Christ in the Chaos: How the Gospel Changes Motherhood
Cruciform Press, 2013
128 pp., $9.99
Desperate: Hope for the Mom Who Needs to Breathe
Thomas Nelson, 2013
240 pp., $16.99
Freefall to Fly: A Breathtaking Journey Toward a Life of Meaning
Tyndale House Publishers, Inc., 2013
224 pp., $19.99
Leslie Leyland Fields
Are Christian Mothers Human?
Lyons' approach, like Clarkson and Mae's, is largely experiential and light on theology. While there is plenty to critique about this book, Lyons signals an important way forward for women in the trenches of motherhood. She identifies the same patterns of isolation, fear, and competitive comparison explored in Desperate and Christ in the Chaos, and she encourages the formation of support communities, but these communities have a different focus than the ones suggested by the other authors: "What if communities of women began empowering each other to discover their gifts?" Lyons asks, gifts to be used fearlessly "for the rescue of others"—"others" meaning other than your own children. And one further step: that the family itself, rather than being the sole focus of women's service, could support and assist her in serving others.
While some readers may be astounded that women still need urging and affirmation to develop their gifts both inside and outside the home, they do. They need it desperately. Such a message in no way lessens the value of the family; in fact, it enlarges the value of the family beyond the walls of our own homes to encompass concern for other homes and families.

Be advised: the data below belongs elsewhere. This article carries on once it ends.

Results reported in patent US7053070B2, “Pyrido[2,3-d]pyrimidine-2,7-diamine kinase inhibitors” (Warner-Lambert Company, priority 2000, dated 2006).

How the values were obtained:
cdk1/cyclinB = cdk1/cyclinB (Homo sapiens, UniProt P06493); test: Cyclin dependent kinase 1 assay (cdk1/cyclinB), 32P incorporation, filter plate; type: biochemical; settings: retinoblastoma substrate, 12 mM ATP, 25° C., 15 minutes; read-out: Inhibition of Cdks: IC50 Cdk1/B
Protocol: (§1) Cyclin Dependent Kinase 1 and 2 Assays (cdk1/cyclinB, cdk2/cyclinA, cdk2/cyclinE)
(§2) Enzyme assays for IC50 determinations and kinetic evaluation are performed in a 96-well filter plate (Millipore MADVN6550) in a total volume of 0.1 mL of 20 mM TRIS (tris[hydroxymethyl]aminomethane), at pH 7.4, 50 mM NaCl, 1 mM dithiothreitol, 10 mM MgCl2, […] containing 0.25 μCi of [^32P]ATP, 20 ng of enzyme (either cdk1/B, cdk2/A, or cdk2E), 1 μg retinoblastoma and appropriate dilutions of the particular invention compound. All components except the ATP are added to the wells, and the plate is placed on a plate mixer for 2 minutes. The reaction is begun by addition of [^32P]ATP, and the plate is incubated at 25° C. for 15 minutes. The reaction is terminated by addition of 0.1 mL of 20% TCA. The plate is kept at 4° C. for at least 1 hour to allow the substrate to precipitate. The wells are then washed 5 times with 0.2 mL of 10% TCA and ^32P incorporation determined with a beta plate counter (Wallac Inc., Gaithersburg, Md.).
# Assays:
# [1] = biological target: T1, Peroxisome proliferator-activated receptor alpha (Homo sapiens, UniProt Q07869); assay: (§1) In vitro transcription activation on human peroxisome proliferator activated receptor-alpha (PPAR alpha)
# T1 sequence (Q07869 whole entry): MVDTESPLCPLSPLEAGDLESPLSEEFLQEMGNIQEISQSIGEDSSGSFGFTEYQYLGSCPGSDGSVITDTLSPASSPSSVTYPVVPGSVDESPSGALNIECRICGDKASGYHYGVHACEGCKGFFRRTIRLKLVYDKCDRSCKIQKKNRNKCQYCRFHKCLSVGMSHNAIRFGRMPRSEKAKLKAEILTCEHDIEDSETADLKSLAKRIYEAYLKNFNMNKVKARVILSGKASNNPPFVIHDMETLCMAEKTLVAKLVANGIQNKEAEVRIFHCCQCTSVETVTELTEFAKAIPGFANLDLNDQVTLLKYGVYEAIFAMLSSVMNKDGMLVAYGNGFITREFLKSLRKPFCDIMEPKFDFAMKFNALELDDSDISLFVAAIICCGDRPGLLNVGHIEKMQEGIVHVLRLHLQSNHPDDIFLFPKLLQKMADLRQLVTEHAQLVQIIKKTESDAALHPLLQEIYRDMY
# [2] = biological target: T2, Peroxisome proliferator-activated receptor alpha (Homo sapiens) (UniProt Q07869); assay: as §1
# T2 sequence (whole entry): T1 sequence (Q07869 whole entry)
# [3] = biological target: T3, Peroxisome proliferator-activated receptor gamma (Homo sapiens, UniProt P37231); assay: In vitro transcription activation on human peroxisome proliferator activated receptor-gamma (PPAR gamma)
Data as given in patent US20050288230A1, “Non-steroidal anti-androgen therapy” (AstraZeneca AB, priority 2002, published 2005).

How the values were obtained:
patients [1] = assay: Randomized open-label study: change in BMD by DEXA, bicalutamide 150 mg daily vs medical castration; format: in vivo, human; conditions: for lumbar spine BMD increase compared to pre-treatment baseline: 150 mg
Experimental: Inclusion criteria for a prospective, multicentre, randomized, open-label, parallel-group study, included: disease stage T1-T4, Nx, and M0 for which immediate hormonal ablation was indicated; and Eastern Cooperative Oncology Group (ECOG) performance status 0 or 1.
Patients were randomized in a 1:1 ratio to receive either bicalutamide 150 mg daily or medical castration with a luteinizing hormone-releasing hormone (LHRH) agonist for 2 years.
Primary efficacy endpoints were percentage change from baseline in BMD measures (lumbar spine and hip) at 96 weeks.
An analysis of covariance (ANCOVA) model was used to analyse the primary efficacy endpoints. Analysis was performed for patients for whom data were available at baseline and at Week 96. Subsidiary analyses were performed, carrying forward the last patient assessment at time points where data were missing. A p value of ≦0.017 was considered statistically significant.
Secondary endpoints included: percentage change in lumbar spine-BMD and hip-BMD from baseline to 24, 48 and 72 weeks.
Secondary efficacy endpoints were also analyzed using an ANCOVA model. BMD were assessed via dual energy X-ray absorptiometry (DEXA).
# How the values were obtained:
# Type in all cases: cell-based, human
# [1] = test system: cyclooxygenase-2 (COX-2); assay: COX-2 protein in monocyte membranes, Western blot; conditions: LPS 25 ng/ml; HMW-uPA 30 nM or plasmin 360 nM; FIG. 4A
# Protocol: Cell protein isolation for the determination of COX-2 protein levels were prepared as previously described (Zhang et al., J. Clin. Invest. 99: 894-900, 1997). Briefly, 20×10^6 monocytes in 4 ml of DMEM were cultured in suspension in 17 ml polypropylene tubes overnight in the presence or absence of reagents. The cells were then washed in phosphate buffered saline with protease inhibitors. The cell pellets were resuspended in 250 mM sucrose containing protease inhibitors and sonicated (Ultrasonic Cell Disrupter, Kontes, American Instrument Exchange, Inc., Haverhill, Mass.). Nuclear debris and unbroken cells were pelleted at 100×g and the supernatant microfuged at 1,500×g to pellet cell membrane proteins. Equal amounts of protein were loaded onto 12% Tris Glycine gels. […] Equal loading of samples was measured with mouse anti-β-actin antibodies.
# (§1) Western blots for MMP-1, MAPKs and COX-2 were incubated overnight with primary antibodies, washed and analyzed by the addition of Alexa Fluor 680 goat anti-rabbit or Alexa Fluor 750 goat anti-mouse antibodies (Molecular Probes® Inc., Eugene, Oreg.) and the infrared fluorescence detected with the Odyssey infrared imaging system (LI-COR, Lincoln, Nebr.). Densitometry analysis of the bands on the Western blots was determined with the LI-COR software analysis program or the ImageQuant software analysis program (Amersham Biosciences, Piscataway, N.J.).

For women with young children at home, adding other work to their overloaded lives, even when it's called ministry, isn't always possible, but the larger point must not be lost. When women define themselves solely by the fact that they bore children, they will indeed become depressed and desperate. When we are no longer women or human beings, but mothers first and always, we lose in so many ways. We are losing ourselves in our children's lives rather than in Christ's life. We lose our truest identity as children of God, as the redeemed and rescued, as citizens of the city of God, as joint heirs with Christ, as members of Christ's body, as the ones for whom Christ gave his life.
While I hate war as much or more than others, it's time we re-engaged in "The Mommy Wars." Not because it's fun, but because it matters deeply. The desperate housewife saga going on largely invisibly in churches and neighborhoods near you will not abate until we more closely evaluate our theology, our praxis, and the messages we send to women of all ages. If our children's eternal destiny and the fate and direction of history rests on mothers' shoulders, then women and men both will continue to compare and judge each woman's enactments of her motherhood. Such behaviors are contrary to the gospel of Christ. Such a narrow prescription precludes as well the development of women's myriad talents given for the strengthening of the church and its witness in the world. Mothers are full human beings. They're our neighbors. Let's all work at loving them better.
Leslie Leyland Fields is author of "Parenting Is Your Highest Calling": And 8 Other Myths That Trap Us in Worry and Guilt (Waterbrook).
Copyright © 2013 by the author or Christianity Today/Books & Culture magazine.
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